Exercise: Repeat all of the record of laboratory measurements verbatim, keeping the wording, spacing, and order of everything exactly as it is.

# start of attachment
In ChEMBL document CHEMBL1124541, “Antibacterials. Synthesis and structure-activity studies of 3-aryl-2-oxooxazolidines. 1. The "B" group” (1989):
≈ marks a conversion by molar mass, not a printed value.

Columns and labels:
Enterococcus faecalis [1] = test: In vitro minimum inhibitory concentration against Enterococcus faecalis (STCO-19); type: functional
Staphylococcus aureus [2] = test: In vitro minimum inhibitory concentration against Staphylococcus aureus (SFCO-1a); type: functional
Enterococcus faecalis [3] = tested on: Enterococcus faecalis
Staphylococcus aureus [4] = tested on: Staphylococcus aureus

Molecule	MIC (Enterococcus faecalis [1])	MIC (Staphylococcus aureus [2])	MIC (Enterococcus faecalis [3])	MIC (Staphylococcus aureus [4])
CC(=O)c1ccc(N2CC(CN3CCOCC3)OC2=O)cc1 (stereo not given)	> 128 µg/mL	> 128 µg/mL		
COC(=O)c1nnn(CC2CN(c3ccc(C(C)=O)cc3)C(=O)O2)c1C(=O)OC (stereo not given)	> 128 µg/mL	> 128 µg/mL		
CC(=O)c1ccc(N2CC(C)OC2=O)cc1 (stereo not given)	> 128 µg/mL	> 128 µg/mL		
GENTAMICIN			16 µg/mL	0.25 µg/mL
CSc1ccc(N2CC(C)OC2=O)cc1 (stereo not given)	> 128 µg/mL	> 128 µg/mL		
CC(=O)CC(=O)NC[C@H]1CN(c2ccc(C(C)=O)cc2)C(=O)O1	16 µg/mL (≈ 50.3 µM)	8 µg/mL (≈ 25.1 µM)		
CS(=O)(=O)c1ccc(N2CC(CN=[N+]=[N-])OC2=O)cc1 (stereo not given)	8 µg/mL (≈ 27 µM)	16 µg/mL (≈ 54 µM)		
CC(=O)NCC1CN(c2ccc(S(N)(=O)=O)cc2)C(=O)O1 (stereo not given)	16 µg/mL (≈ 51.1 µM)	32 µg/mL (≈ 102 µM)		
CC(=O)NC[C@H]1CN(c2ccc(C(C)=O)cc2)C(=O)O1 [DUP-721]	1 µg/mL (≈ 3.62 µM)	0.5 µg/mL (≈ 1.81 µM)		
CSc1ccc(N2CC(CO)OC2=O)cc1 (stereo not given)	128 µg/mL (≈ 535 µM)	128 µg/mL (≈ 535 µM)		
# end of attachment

In ChEMBL document CHEMBL1124541, “Antibacterials. Synthesis and structure-activity studies of 3-aryl-2-oxooxazolidines. 1. The "B" group” (1989):
≈ marks a conversion by molar mass, not a printed value.

Columns and labels:
Enterococcus faecalis [1] = test: In vitro minimum inhibitory concentration against Enterococcus faecalis (STCO-19); type: functional
Staphylococcus aureus [2] = test: In vitro minimum inhibitory concentration against Staphylococcus aureus (SFCO-1a); type: functional
Enterococcus faecalis [3] = tested on: Enterococcus faecalis
Staphylococcus aureus [4] = tested on: Staphylococcus aureus

Molecule	MIC (Enterococcus faecalis [1])	MIC (Staphylococcus aureus [2])	MIC (Enterococcus faecalis [3])	MIC (Staphylococcus aureus [4])
CC(=O)c1ccc(N2CC(CN3CCOCC3)OC2=O)cc1 (stereo not given)	> 128 µg/mL	> 128 µg/mL		
COC(=O)c1nnn(CC2CN(c3ccc(C(C)=O)cc3)C(=O)O2)c1C(=O)OC (stereo not given)	> 128 µg/mL	> 128 µg/mL		
CC(=O)c1ccc(N2CC(C)OC2=O)cc1 (stereo not given)	> 128 µg/mL	> 128 µg/mL		
GENTAMICIN			16 µg/mL	0.25 µg/mL
CSc1ccc(N2CC(C)OC2=O)cc1 (stereo not given)	> 128 µg/mL	> 128 µg/mL		
CC(=O)CC(=O)NC[C@H]1CN(c2ccc(C(C)=O)cc2)C(=O)O1	16 µg/mL (≈ 50.3 µM)	8 µg/mL (≈ 25.1 µM)		
CS(=O)(=O)c1ccc(N2CC(CN=[N+]=[N-])OC2=O)cc1 (stereo not given)	8 µg/mL (≈ 27 µM)	16 µg/mL (≈ 54 µM)		
CC(=O)NCC1CN(c2ccc(S(N)(=O)=O)cc2)C(=O)O1 (stereo not given)	16 µg/mL (≈ 51.1 µM)	32 µg/mL (≈ 102 µM)		
CC(=O)NC[C@H]1CN(c2ccc(C(C)=O)cc2)C(=O)O1 [DUP-721]	1 µg/mL (≈ 3.62 µM)	0.5 µg/mL (≈ 1.81 µM)		
CSc1ccc(N2CC(CO)OC2=O)cc1 (stereo not given)	128 µg/mL (≈ 535 µM)	128 µg/mL (≈ 535 µM)		